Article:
The African elephant poaching crisis is not only bad for elephants, it’s bad for tourism, according to a new study.
Writing in the journal Nature Communications, researchers from the University of Vermont, the World Wildlife Fund and the University of Cambridge say poaching the majestic beasts costs African countries about $25 million in tourism revenue.
"While there have always been strong moral and ethical reasons for conserving elephants, not everyone shares this viewpoint. Our research now shows that investing in elephant conservation is actually smart economic policy for many African countries," said Dr. Robin Naidoo, lead wildlife scientist at WWF and lead author on the study.
A ranger from the Kenya Wildlife Service stands guard near stacks of ivory in Nairobi National Park, Kenya, April 28, 2016. The ivory — 105 tons of it — plus a ton of rhino horn are to be torched to encourage global efforts to help stop the poaching of el
According to the researchers, this is the “first continent-wide assessment of the economic losses the current elephant poaching surge is inflicting on nature-based tourism economies in Africa.”
Anywhere from 20,000 to 30,000 African elephants are killed each year to feed the illegal ivory trade, which is fueled predominantly by demand in China. Elephant populations in the region have declined by more than 20 percent during the past 10 years.
"We know that within parks, tourism suffers when elephant poaching ramps up. This work provides a first estimate of the scale of that loss, and shows pretty convincingly that stronger conservation efforts usually make sound economic sense even when looking at just this one benefit stream," said study co-author Professor Andrew Balmford, from the University of Cambridge's Department of Zoology.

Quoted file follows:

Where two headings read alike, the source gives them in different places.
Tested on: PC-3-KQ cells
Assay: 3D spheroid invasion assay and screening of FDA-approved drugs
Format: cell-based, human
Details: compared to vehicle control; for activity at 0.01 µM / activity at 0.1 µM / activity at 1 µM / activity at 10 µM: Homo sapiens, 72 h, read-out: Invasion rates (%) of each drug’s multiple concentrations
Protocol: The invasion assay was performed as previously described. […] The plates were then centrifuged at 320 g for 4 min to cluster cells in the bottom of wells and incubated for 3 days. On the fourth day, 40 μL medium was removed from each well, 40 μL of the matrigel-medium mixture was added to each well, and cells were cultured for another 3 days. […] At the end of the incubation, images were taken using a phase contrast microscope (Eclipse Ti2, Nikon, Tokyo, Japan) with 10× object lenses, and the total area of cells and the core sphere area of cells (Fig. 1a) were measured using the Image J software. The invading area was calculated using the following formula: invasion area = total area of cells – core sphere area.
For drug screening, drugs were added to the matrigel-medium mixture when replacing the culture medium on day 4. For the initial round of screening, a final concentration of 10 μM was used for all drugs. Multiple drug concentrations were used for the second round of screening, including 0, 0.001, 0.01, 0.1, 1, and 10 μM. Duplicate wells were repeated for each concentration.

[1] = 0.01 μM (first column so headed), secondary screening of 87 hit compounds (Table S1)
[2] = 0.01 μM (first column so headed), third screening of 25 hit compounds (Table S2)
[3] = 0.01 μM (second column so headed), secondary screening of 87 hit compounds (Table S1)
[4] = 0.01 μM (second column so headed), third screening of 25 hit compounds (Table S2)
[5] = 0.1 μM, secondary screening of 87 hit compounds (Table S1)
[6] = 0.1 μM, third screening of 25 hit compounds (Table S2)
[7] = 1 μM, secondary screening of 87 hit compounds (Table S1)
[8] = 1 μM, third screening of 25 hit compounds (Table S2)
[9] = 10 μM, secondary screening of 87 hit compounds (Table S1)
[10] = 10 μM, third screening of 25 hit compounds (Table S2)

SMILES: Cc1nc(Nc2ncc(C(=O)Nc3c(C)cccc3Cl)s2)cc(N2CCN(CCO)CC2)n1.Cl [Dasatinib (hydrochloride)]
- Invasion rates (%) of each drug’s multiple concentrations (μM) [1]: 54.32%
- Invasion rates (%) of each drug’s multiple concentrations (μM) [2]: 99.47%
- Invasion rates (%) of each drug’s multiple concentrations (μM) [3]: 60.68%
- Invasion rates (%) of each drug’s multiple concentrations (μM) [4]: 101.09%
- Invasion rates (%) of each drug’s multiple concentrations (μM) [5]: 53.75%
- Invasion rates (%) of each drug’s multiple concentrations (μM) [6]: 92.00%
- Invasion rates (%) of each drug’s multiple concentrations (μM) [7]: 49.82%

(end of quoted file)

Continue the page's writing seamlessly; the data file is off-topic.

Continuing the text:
The study also showed the revenue lost from poaching “exceeds the anti-poaching costs necessary to stop the decline” in elephant populations.
Researchers say the return on investment with conservation is “positive.”
"The average rate of return on elephant conservation in east, west, and south Africa compares favorably with rates of return on investments in areas like education, food security and electricity," said Dr. Brendan Fisher, an economist at University of Vermont's Gund Institute for Ecological Economics. "For example, for every dollar invested in protecting elephants in East Africa, you get about $1.78 back. That's a great deal."
Researchers cautioned the same return on investment is not seen in central Africa because of the denser foliage, which makes it harder for would-be tourists to see wildlife.